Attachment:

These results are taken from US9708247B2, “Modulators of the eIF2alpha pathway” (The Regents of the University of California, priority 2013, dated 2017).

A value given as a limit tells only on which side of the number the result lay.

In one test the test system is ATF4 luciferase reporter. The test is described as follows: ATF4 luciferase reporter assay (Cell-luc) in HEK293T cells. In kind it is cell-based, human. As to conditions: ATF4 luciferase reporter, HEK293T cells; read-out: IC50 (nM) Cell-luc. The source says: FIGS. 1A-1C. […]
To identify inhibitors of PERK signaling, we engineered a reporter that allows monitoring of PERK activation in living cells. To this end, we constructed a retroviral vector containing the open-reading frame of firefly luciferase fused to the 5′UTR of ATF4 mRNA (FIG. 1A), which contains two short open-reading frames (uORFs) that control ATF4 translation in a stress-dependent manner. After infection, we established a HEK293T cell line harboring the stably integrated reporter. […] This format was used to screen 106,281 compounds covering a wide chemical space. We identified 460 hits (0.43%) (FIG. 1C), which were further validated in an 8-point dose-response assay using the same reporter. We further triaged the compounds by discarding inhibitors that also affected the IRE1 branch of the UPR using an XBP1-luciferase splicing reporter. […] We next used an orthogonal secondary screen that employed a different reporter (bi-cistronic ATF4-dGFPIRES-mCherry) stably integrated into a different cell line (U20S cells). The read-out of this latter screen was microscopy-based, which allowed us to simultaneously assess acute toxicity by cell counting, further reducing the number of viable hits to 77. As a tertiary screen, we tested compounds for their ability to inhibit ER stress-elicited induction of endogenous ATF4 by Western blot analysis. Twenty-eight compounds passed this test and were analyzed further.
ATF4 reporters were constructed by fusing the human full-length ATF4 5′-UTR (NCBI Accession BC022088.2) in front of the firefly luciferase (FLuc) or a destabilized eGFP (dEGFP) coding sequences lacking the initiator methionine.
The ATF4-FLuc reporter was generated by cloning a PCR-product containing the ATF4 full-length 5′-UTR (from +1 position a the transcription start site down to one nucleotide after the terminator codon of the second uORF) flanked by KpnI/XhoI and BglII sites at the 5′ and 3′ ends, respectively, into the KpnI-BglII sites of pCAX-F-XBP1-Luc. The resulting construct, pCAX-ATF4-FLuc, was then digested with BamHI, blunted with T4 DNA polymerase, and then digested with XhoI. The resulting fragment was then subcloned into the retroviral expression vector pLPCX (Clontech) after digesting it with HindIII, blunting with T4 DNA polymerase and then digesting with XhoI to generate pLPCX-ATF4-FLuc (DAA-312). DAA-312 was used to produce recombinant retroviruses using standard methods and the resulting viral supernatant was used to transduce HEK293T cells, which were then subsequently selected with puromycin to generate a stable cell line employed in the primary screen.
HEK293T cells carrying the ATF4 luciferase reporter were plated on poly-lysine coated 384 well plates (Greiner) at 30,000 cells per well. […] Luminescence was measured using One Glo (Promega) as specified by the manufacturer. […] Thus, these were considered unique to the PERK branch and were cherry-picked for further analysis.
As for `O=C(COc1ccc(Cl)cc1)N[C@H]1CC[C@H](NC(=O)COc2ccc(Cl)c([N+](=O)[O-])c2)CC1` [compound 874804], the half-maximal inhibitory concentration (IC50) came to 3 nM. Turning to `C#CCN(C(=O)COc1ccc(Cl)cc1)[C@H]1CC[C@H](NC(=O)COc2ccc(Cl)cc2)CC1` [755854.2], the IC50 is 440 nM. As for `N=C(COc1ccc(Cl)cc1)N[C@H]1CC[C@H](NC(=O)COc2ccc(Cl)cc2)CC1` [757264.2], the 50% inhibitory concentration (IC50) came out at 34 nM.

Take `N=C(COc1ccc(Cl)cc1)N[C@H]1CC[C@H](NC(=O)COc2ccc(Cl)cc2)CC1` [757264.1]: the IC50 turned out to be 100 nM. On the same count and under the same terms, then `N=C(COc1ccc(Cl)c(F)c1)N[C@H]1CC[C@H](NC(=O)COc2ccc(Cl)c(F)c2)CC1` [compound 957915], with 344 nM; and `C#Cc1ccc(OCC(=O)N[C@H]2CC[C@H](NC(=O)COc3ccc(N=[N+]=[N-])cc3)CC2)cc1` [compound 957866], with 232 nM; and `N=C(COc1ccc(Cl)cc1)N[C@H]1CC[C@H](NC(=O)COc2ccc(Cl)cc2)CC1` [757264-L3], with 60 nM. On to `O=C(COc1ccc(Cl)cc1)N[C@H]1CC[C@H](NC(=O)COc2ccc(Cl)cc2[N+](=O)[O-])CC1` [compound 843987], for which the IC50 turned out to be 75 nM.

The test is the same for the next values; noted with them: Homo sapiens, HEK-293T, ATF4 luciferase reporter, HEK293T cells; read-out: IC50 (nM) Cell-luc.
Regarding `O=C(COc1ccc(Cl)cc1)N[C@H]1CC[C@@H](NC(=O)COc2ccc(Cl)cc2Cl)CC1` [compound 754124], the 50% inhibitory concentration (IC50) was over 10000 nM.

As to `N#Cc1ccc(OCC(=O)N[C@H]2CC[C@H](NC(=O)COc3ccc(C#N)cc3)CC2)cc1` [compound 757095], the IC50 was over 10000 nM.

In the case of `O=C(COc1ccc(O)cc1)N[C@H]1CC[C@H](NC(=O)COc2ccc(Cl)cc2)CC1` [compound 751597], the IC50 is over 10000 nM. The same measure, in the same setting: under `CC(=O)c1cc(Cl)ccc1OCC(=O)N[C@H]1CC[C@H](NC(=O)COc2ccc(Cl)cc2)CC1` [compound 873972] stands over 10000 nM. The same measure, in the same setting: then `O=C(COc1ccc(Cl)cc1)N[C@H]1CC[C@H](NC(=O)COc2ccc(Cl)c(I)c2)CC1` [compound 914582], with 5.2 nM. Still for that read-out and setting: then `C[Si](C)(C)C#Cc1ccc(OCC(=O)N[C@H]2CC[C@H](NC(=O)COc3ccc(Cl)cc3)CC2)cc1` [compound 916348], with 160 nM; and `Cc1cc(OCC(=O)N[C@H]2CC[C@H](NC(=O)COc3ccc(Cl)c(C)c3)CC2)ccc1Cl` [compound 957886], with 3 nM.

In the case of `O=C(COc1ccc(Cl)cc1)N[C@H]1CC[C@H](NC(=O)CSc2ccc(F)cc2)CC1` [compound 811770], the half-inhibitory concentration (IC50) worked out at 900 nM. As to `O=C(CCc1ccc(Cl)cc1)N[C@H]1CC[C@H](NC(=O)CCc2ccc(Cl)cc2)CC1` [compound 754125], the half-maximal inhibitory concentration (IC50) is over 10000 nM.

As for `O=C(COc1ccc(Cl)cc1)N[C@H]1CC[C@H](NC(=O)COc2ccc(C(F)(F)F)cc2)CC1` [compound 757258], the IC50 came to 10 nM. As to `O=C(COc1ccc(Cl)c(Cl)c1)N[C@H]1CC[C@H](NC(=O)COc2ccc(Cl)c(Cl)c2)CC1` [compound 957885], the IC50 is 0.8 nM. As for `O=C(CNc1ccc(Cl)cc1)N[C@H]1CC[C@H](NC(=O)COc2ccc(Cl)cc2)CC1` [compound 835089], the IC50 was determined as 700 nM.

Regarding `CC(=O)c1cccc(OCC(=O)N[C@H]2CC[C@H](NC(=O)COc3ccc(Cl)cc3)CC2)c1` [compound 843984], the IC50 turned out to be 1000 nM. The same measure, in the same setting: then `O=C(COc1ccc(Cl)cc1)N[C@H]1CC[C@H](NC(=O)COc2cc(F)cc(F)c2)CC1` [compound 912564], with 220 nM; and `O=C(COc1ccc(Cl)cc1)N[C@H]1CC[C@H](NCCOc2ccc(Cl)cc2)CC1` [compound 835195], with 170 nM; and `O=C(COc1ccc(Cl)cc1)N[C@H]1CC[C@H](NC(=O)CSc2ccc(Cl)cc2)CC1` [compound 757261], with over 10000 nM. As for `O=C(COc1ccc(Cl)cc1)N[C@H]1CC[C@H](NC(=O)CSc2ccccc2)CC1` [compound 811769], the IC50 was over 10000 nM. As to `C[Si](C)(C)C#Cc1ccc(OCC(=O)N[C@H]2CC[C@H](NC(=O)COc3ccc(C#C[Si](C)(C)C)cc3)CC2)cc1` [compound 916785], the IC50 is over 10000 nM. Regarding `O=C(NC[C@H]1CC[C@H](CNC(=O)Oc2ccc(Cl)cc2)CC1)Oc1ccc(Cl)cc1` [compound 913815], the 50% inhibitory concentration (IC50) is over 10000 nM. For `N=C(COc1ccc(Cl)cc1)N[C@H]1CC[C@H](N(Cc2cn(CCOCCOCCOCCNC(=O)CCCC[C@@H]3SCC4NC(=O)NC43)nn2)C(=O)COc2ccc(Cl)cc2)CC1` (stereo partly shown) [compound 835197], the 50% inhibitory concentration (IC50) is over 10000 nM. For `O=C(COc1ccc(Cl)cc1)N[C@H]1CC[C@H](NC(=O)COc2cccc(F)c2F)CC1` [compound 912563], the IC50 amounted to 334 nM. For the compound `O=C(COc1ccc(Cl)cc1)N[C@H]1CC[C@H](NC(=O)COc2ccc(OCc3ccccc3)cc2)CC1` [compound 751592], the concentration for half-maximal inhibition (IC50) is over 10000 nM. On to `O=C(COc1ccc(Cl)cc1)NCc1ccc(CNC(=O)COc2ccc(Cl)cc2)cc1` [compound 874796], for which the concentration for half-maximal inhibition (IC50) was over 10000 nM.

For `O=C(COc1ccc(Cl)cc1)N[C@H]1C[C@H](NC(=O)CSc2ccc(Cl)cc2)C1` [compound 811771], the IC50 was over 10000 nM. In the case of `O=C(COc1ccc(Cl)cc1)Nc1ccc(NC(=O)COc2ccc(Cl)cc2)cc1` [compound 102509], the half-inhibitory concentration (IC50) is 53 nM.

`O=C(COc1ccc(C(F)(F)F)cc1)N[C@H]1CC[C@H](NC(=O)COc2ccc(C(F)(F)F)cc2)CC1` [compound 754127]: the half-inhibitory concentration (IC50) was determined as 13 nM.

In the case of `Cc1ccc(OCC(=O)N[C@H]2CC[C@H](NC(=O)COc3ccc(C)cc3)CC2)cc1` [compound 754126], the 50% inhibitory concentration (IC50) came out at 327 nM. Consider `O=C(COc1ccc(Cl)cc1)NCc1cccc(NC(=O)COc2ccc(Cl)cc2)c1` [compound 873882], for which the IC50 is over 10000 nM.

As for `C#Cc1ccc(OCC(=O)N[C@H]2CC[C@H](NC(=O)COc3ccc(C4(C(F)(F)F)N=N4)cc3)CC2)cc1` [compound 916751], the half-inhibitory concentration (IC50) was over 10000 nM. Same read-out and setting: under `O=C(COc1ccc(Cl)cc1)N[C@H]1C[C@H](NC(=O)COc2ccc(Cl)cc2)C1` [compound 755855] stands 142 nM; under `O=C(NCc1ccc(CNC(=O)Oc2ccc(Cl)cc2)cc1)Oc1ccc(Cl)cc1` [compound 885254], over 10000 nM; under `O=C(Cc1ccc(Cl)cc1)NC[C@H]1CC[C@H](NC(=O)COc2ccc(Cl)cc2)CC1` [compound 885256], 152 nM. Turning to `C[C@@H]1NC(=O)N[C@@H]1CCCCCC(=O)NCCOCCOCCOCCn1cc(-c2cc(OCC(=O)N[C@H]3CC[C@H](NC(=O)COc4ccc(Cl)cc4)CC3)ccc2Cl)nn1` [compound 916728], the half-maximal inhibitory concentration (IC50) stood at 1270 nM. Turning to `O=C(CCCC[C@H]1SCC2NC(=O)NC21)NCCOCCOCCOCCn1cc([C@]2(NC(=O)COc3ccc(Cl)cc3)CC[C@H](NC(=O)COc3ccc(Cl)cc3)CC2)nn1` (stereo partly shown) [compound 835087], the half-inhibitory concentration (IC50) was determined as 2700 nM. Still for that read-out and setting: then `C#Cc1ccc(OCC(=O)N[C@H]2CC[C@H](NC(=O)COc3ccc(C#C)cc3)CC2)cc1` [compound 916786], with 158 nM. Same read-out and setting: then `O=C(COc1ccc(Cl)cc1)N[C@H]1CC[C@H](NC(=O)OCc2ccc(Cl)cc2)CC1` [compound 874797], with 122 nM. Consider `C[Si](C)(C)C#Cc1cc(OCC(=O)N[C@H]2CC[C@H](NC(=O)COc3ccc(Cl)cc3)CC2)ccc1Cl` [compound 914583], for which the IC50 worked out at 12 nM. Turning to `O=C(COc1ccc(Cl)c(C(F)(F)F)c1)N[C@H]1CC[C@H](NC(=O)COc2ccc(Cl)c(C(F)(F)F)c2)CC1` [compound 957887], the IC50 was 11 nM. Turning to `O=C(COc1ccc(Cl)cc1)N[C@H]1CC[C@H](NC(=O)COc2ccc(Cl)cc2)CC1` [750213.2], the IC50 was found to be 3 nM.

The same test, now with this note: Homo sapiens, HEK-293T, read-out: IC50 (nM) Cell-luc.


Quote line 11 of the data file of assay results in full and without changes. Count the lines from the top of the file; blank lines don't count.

Regarding `O=C(COc1ccc(Cl)cc1)N[C@H]1CC[C@@H](NC(=O)COc2ccc(Cl)cc2Cl)CC1` [compound 754124], the 50% inhibitory concentration (IC50) was over 10000 nM.